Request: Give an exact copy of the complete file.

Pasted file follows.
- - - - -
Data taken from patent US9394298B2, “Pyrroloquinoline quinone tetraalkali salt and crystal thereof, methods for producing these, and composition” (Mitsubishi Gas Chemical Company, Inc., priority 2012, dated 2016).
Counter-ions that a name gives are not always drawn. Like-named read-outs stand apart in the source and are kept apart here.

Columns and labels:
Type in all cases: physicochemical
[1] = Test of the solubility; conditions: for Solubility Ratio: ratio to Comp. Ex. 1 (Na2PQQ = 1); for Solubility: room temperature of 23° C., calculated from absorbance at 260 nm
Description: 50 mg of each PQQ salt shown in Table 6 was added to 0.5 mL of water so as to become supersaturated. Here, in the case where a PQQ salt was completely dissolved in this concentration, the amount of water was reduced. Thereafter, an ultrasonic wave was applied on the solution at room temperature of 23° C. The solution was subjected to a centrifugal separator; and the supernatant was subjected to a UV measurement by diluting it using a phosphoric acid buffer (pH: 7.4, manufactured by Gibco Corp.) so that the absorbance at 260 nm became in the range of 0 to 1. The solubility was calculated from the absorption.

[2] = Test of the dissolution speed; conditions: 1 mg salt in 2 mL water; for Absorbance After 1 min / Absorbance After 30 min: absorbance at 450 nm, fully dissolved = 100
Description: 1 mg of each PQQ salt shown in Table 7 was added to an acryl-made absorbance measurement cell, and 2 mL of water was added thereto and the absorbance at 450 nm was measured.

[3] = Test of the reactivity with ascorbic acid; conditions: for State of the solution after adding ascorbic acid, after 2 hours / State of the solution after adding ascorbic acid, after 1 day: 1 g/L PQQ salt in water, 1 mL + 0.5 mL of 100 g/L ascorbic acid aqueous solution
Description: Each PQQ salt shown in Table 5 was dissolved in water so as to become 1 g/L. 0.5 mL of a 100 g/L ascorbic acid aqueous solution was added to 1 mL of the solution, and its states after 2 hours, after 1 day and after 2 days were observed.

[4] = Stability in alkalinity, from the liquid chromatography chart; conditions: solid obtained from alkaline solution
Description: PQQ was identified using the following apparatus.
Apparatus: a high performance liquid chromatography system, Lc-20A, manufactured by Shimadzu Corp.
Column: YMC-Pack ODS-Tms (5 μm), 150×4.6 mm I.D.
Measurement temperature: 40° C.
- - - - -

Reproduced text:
Data taken from patent US9394298B2, “Pyrroloquinoline quinone tetraalkali salt and crystal thereof, methods for producing these, and composition” (Mitsubishi Gas Chemical Company, Inc., priority 2012, dated 2016).
Counter-ions that a name gives are not always drawn. Like-named read-outs stand apart in the source and are kept apart here.

Columns and labels:
Type in all cases: physicochemical
[1] = Test of the solubility; conditions: for Solubility Ratio: ratio to Comp. Ex. 1 (Na2PQQ = 1); for Solubility: room temperature of 23° C., calculated from absorbance at 260 nm
Description: 50 mg of each PQQ salt shown in Table 6 was added to 0.5 mL of water so as to become supersaturated. Here, in the case where a PQQ salt was completely dissolved in this concentration, the amount of water was reduced. Thereafter, an ultrasonic wave was applied on the solution at room temperature of 23° C. The solution was subjected to a centrifugal separator; and the supernatant was subjected to a UV measurement by diluting it using a phosphoric acid buffer (pH: 7.4, manufactured by Gibco Corp.) so that the absorbance at 260 nm became in the range of 0 to 1. The solubility was calculated from the absorption.

[2] = Test of the dissolution speed; conditions: 1 mg salt in 2 mL water; for Absorbance After 1 min / Absorbance After 30 min: absorbance at 450 nm, fully dissolved = 100
Description: 1 mg of each PQQ salt shown in Table 7 was added to an acryl-made absorbance measurement cell, and 2 mL of water was added thereto and the absorbance at 450 nm was measured.

[3] = Test of the reactivity with ascorbic acid; conditions: for State of the solution after adding ascorbic acid, after 2 hours / State of the solution after adding ascorbic acid, after 1 day: 1 g/L PQQ salt in water, 1 mL + 0.5 mL of 100 g/L ascorbic acid aqueous solution
Description: Each PQQ salt shown in Table 5 was dissolved in water so as to become 1 g/L. 0.5 mL of a 100 g/L ascorbic acid aqueous solution was added to 1 mL of the solution, and its states after 2 hours, after 1 day and after 2 days were observed.

[4] = Stability in alkalinity, from the liquid chromatography chart; conditions: solid obtained from alkaline solution
Description: PQQ was identified using the following apparatus.
Apparatus: a high performance liquid chromatography system, Lc-20A, manufactured by Shimadzu Corp.
Column: YMC-Pack ODS-Tms (5 μm), 150×4.6 mm I.D.
Measurement temperature: 40° C.